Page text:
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Pro-Grizzly Group Files Lawsuit Over Pacific Northwest Trail

Map of the Pacific Northwest National Scenic trail.
National Park Service (PD)
Map of the Pacific Northwest National Scenic trail.

The controversy over the Pacific Northwest National Scenic Trail’s (PNT) route through grizzly bear habitat in the Yaak Valley is headed to court. The Yaak Valley Forest Council filed the lawsuit Friday claiming that the U.S. Forest Service failed to evaluate the impacts of the trail on grizzly populations.

The roughly 1,200-mile Pacific Northwest Trail, not to be confused with the Pacific Crest National Scenic Trail, would wind from Glacier National Park to the coast of Washington State.

Some have hiked the entire trail. Some sections follow established tread, while large sections are unmarked and covers rugged terrain, including the Yaak Valley, where grizzly bear numbers are relatively low.

The Yaak Valley Forest Council, a grizzly-focused environmental group based in the Kootenai National Forest, prefers an alternative route to the south near Libby. The group filed a lawsuit over the current route in the U.S. District Court in Missoula on Aug. 23.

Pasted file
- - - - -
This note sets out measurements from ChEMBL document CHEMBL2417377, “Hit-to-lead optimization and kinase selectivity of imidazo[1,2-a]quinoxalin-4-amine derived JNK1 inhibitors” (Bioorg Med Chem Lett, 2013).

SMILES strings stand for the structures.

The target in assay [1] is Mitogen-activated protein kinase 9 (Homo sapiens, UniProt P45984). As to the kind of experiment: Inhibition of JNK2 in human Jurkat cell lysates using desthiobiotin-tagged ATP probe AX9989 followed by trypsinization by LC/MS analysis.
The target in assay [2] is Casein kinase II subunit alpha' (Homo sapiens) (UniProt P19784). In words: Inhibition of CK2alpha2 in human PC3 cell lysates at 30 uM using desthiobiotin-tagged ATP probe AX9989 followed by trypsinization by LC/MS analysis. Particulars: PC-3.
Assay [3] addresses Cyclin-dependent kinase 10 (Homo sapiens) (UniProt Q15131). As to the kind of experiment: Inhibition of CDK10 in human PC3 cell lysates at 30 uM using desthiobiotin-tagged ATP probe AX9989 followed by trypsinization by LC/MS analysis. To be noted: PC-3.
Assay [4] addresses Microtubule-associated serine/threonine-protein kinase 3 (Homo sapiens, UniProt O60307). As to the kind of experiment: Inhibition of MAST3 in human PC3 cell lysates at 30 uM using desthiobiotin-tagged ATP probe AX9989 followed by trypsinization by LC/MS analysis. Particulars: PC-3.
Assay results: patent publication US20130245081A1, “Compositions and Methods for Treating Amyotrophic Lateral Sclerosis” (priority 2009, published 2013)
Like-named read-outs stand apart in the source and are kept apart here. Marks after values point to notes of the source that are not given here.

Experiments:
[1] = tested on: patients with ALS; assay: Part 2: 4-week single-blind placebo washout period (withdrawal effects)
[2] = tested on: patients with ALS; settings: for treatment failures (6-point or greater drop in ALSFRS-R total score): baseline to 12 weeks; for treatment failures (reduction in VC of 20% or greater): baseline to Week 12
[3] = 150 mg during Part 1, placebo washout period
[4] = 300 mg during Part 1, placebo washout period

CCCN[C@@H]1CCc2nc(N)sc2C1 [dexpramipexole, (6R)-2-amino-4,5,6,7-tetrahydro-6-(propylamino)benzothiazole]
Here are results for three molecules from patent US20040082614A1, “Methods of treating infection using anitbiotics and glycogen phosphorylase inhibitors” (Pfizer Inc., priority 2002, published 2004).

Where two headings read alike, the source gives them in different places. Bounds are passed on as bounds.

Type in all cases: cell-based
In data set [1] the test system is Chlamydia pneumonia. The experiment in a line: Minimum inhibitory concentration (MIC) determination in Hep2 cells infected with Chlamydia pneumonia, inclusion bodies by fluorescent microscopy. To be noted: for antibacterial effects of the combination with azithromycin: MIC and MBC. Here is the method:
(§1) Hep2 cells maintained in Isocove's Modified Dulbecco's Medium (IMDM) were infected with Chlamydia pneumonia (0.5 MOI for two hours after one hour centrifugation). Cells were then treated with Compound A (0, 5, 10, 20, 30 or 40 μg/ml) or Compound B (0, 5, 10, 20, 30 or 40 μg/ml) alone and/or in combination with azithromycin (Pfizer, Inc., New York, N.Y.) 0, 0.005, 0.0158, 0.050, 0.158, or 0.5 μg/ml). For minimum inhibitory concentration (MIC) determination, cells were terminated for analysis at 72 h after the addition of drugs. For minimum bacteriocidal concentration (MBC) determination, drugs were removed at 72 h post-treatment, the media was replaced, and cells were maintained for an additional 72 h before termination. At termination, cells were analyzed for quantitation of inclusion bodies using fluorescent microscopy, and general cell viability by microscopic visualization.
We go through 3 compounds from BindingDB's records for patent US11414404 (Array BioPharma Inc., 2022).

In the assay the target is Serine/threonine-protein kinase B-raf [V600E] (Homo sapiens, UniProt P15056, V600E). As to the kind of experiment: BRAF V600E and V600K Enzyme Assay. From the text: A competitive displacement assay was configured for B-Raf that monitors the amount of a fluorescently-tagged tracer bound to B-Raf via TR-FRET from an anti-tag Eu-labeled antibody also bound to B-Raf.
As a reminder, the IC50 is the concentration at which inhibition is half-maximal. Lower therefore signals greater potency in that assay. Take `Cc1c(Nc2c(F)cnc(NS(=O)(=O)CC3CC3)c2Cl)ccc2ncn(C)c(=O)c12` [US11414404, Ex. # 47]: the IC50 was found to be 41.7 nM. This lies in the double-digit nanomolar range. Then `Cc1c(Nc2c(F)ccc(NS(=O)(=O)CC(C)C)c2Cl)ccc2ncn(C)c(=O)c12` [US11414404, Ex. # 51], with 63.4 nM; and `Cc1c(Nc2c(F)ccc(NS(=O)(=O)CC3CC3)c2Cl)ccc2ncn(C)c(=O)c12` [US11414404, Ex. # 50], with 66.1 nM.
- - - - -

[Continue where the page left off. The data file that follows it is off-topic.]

The suit argues that the Forest Service did not properly evaluate the impact the route would have on threatened grizzlies in the Yaak Valley. It also says the management plan for PNT was not issued within a two-year timeline after Congress designated the trail in 2009.

The advisory group in charge of laying the groundwork for that plan is currently not meeting. The Yaak Valley Forest Council is asking the court to require the Forest Service create the PNT management plan on an expedited timeline and to prevent the agency from “advertising” the trail’s route until it’s conducted a NEPA analysis.

Requests for comment from the Yaak Valley Forest Council were not returned in time for this story. The Forest Service declined to comment citing the ongoing litigation.

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